Social media is being used increasingly by businesses keen to share company information, news, and details on products or services. It’s also a very convenient way for customers to get in contact with an enquiry, a thank you or a complaint.
The threat of negative comment can make business owners nervous about social media but, as this example shows, you can turn it around and demonstrate excellent customer service, turning a complaint into a compliment.
When I moved into my flat, my IKEA wardrobe was delivered and my husband and I set to work putting the flat pack together. Taking a step back to look at our handywork later on, we discovered a large chip in the wardrobe, right at the front and centre.
It was annoying to say the least, so being the typical millennial that I am, I was straight on Twitter to ask what they could do about it.
Within minutes I had a response and was offered the choice of two solutions: an exchange of the damaged item or a damage discount. Opting for the damage discount, they informed me a part-refund would be in my bank account within seven working days, and true to their word the money appeared a few days later.
I’ve since told many people how fantastic IKEA’s customer service is (here I am doing it again!) and we all know how valuable word-of-mouth recommendations are. They took responsibility for the problem, worked with me to decide how to fix it and followed through with the actions they said they would.
Even if your complaint isn’t as simple as a dented wardrobe, the same principals should apply. Work with the customer to find a solution that suits you both and always deliver on what you say you’re going to do.
You might have an in-house team dedicated to handling your online presence or perhaps you have agency support. However you operate, here is our eight-point plan of what to consider when managing your reputation online.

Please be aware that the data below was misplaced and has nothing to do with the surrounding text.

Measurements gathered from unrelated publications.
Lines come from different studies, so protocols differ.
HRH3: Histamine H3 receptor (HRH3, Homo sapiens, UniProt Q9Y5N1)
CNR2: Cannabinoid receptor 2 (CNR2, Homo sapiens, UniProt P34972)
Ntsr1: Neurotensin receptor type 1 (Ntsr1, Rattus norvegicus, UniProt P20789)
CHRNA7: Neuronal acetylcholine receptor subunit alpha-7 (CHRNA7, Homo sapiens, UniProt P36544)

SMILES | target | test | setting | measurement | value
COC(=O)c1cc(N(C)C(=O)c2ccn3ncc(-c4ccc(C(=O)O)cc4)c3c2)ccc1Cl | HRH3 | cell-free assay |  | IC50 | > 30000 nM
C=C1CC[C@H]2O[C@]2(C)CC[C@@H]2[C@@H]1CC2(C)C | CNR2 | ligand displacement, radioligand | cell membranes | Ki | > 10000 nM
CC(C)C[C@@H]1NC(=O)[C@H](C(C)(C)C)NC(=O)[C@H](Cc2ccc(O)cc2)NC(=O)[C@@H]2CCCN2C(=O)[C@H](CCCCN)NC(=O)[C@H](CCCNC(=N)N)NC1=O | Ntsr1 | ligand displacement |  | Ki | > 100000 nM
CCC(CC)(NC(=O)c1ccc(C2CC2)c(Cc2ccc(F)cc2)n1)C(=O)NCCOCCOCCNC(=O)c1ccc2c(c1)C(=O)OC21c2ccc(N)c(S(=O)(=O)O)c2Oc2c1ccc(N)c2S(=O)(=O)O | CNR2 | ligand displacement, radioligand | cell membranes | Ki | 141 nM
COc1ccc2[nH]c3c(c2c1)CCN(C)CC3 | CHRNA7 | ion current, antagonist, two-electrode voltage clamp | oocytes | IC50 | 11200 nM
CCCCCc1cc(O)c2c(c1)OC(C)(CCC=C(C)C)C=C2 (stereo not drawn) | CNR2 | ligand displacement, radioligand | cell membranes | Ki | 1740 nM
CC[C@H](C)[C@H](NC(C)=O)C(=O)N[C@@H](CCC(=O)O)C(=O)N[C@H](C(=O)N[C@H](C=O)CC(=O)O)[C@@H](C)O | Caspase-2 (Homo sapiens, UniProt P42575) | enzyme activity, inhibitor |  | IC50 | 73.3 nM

1) Company guidelines – Ensure you have a coherent set of company guidelines in place detailing how you will respond to and engage with comments, both positive and negative.
2) Consistent style – Establish your tone of voice and style.
3) Roles and responsibilities – Ensure everyone knows what they are responsible for to avoid someone assuming another colleague has dealt with it.
4) Know your processes – Anyone managing the profile must know the specific customer service processes for your company inside out and know which comments you respond to online, what might be solved in a private message and which should be passed to the customer service team to look into further.
5) Be timely – Ensure everyone with a customer facing role online understands the importance of responding to posts in a timely, honest and helpful way.
6) Apologise for genuine mistakes – If the company has made a genuine mistake or an error, apologise to the customer and make sure you know the steps to take to rectify the situation and who this involves.
7) Thank your happy customers – If you get positive feedback, be sure to take the time to thank them for spending their time to share their thoughts.
8) Know when to take it higher – For more serious complaints, the social media team or customer service department might not be best placed to deal with it. On occasion, you may encounter potentially libellous comments or posts and you should consider if this is an issue to be escalated to senior management team or even a lawyer. Social media is an excellent tool for quickly responding to your audience in this always-on age, but there are some things a tweet just can’t solve and you should be unafraid to seek advice elsewhere when needed.
Managing your company’s reputation online might seem like a daunting task, but with the right plans in place social and digital media can be powerful customer service tools.
If you’re looking for a team to support you, give us a call on 01392 466733 to discuss how we could work together.